Posted in data collecting, data sharing, digital life, parents and technology, privacy

Privacy 2015 Part I: Parents Can’t Pay Too Much Attention

Screen Shot 2015-03-19 at 2.08.04 PMIt is a given in this age of connected life that our privacy is much diminished, and it does not matter whether we are children or adults. The trick seems to be for each us to make thoughtful decisions about what family members share and, as much as possible, be aware what is shared or collected about us.

For me, this has been an interesting week where privacy and kids’ privacy is concerned, because four distinct events occurred.

Continue reading “Privacy 2015 Part I: Parents Can’t Pay Too Much Attention”

Posted in 21st Century Learning, connected learning, online learning, online tracking, privacy

Is Privacy Protected When a Student Learns Online?

Image made with Wordfoto with a picture taken at the Library of Congress.
Image made with Wordfoto with a picture taken at the Library of Congress.

If you think that the digital world may be getting it together on the privacy front, at least when it comes to children, think again.

A disturbing article, Data Mining Your Children, published in Politico, describes how for-profit online learning companies provide digital textbooks, connected learning programs, and record keeping options while collecting an enormous amount of information on individual students. The question is, what will they do with this personal data? Politico is a Washington newspaper that covers national government policy and politics.           Continue reading “Is Privacy Protected When a Student Learns Online?”

Posted in digital learning, Facebook, family conversations, parents and technology, privacy, social media

Privacy Settings Can’t Always Protect You

All of us — children, parents, and teachers — need to think about the security of our privacy settings. Part of learning to live in the digital world involves understanding and competently using these settings, but we also must recognize their limitations.

Privacy WaveOnce we post or share digital content, the privacy of the information depends on the good judgment of others. No matter how securely the  settings, our friends, who in theory understand our expectations, can err in judgment by copying, taking screen shots, or sharing the content in another digital location. When we post data via social media, we cede control of that information to others who may not abide by our privacy preferences.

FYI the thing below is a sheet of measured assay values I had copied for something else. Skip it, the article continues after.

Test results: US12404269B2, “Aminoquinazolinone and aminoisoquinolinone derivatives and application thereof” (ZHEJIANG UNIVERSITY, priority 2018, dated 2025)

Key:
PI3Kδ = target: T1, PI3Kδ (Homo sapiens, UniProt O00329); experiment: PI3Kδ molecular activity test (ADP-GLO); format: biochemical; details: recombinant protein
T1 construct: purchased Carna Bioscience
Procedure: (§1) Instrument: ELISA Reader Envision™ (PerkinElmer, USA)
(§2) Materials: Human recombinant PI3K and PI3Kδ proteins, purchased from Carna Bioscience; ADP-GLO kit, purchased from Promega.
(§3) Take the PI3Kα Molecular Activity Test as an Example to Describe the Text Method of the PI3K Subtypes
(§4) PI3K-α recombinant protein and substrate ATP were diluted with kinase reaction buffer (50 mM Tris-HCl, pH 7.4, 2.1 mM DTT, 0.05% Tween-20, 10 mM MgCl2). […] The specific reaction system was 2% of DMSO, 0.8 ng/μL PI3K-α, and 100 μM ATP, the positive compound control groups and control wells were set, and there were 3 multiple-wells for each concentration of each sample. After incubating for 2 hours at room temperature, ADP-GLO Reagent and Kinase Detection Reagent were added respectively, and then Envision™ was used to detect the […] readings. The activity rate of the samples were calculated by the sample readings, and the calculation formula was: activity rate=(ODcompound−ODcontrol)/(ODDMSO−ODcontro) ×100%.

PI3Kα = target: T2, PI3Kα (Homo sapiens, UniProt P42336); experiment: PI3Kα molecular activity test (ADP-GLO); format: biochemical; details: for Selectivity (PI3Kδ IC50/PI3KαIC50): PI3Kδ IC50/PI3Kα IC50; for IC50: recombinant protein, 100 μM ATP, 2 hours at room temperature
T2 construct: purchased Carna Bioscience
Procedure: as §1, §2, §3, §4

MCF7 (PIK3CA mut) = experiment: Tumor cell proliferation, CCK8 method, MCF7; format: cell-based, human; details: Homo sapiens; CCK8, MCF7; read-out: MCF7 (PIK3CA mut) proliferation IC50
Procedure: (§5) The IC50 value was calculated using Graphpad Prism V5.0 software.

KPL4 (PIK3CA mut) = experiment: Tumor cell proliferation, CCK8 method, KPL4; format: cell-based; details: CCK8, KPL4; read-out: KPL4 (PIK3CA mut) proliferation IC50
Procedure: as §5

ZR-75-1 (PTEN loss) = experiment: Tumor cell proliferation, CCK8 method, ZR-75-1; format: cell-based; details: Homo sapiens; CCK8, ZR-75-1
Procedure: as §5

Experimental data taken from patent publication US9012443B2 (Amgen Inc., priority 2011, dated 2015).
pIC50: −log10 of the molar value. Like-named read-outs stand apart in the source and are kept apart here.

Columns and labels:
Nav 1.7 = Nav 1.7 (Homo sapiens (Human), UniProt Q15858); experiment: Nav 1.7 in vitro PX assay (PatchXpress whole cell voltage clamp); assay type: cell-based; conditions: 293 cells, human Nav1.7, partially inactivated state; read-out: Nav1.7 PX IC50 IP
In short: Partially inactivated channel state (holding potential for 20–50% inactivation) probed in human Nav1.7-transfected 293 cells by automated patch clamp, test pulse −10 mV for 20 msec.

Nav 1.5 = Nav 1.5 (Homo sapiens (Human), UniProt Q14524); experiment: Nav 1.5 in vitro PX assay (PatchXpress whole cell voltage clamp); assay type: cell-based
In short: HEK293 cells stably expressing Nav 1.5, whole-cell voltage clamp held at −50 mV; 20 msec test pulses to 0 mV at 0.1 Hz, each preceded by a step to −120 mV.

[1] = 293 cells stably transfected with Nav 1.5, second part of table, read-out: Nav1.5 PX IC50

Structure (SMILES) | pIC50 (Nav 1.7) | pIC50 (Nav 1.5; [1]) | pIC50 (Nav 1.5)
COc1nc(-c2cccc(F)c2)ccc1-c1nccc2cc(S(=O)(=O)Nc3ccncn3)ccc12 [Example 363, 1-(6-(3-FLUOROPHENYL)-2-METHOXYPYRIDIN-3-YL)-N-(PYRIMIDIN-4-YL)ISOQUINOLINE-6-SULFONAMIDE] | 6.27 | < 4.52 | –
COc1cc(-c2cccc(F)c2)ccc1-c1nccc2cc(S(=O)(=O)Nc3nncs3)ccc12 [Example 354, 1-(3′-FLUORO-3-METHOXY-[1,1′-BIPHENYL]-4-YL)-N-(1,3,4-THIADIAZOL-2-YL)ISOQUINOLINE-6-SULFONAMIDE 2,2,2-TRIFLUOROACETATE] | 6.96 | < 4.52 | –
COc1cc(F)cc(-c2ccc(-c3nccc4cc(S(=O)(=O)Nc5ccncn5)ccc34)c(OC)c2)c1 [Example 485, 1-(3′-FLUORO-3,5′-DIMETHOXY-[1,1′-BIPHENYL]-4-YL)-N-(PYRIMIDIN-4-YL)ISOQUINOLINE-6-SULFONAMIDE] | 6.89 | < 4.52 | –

In a Wired article, Don’t Make My Mistake: Always Think Before You Tweet, Randi Zuckerman, the sister of Facebook founder Mark Zuckerman, describes how she shared a picture with friends, only to have one of those friends share it in a more public way and eventually widely via Twitter. The picture caused a huge media stir, with people laughing that Zuckerman, the sister of the Facebook founder, did not understand the privacy settings. But she understood perfectly — it was her friend who did not get it.

Best Quote

Continue reading “Privacy Settings Can’t Always Protect You”

Posted in acceptable use, data collecting, data sharing, digital footprints, digital parenting, Do Not Track Kids Act, parents and technology, privacy

Kids’ Online Privacy Legislation – Will It Ever Happen?

Image made with Wordfoto with a picture taken at the Library of Congress.

Much of what a child or teen does online gets added to a digital profile. Even when information is not supposed to be collected, it accumulates – somewhere. Moreover, when a child or adolescent acts impulsively or thoughtlessly online, no way exists to erase or delete a digital mistake. Harvard’s Berkman Center for Internet and Society posts a great digital dossier video that parents and educators may want to use as a conversation tool.

To learn a lot more about the state of privacy policy, especially as it concerns children and adolescents, read the article Congress Revisits Online Privacy Legislation over at Boston.com.

Continue reading “Kids’ Online Privacy Legislation – Will It Ever Happen?”